Choosing a Career

Taking jobs without having a career plan can make reaching goals difficult, but if you don’t know what you want to do with your life, you can’t make a career plan. Choosing a career can be overwhelming, especially if you are not quite sure what you want to do with your life. To some, it can feel like you are limiting yourself to narrow options. To others, it can feel like a long process of self-discovery. Whatever your feelings towards finding a career, you don’t have to feel overwhelmed. Here are some easy steps to make deciding on a career easier and more manageable.

Choosing a Career

Find Out What You Like

One of the first steps in determining what career best suits you is to think about what type of fields interest you. Start with a large focus on your individual traits, and try to think in terms of broad industries you might be interested in.

Your interests should play a strong role in deciding on the best career path. You should also think about what you want out of a job. Is your personality better suited for a 9-5 office job, or do you want to be working at various times or in various environments? Think about what you do well, and what you could bring to a job. If you have any special skills that you enjoy using, such as graphic design, you might consider finding a job that uses that skill. You may want to make a list of personality traits and skills and another list of factors you want to consider in your job choice.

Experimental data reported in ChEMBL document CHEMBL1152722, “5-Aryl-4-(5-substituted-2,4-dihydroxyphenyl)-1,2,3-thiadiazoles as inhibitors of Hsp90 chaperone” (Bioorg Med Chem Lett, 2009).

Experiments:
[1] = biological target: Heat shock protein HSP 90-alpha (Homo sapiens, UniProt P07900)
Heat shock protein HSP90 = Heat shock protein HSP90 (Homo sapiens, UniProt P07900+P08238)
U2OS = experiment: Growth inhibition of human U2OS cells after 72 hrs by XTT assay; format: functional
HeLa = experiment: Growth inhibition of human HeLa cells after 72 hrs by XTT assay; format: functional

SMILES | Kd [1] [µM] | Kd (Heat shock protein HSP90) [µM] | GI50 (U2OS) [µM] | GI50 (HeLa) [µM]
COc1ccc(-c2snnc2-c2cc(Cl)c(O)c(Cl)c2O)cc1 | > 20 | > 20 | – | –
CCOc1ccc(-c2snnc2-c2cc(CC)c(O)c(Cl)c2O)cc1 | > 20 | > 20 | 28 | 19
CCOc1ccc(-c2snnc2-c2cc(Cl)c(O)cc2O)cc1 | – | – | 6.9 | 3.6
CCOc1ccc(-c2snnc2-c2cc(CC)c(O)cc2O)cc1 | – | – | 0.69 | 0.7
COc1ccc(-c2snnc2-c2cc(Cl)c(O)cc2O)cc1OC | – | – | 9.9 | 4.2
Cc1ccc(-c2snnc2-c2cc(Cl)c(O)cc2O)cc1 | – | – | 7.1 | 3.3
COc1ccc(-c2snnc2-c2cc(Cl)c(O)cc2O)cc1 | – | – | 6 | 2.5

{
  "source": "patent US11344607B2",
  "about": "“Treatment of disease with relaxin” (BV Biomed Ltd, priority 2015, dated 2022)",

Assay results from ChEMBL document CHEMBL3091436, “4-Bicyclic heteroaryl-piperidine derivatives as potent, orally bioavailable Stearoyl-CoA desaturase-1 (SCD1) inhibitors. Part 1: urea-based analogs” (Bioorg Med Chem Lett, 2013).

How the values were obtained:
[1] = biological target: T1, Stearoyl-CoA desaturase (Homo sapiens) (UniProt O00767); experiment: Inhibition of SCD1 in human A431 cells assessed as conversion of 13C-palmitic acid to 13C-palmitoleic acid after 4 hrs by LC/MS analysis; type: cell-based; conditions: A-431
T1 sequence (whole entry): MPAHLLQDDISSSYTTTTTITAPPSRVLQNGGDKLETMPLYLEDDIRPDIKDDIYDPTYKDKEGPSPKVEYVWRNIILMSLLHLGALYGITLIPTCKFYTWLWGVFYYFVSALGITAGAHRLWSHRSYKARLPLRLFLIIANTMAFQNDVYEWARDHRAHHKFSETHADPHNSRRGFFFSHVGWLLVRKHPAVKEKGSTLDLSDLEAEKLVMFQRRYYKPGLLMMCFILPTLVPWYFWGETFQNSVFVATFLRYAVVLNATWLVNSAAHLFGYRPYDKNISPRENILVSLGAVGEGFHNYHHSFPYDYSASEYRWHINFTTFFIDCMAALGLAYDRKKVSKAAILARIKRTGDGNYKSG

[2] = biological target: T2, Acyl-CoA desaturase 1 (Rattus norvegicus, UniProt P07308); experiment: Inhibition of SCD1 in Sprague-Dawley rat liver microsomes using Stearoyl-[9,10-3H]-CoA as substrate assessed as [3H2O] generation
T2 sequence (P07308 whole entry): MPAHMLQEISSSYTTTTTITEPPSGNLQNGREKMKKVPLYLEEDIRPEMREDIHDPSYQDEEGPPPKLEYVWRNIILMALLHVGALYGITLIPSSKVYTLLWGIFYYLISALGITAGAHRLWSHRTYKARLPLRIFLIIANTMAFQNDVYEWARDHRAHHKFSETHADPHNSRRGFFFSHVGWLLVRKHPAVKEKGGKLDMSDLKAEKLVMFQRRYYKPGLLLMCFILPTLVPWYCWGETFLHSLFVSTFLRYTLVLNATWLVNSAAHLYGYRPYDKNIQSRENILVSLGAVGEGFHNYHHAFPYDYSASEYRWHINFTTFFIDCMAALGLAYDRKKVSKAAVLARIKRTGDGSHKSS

Try to think about all of the different aspects of your personality and abilities and come up with a list of possible fields you want to explore. It is okay to have several very different possible paths. The most fulfilling work should be chosen because it excites you, interests you, and leverages your strengths, so try to come up with potential industries based on those factors.

If you aren’t sure what your skills and interests are, or how they relate to careers, you may want to visit a career resources center. Most of these centers have access to tests that help you identify your strengths and passions and correlate them to specific careers and industries. It may also help you think of connections you didn’t know of before and give you ideas for industries you may not have thought of as possible options for a career.

Research Options

Once you have a list with a few potential industries or careers that interest you, research each option on your list to narrow down prospects. You should start by doing basic career research on the internet. By searching for job titles or industries, you should find information on your industry, such as expert resources, blogs, magazines, forums, and professional organizations. Look around at the various sources, and try to find information about the day-to-day duties of the job, the lifestyle, and the outlook of the career. You will also want to look at certifications and degree requirements for each position. You may find that certain jobs require more time at work than you are willing to dedicate, or you learn about a degree you are not interested in pursuing. Find factors that help you limit your selection, and try to narrow your choices to one industry or skillset you want to focus on.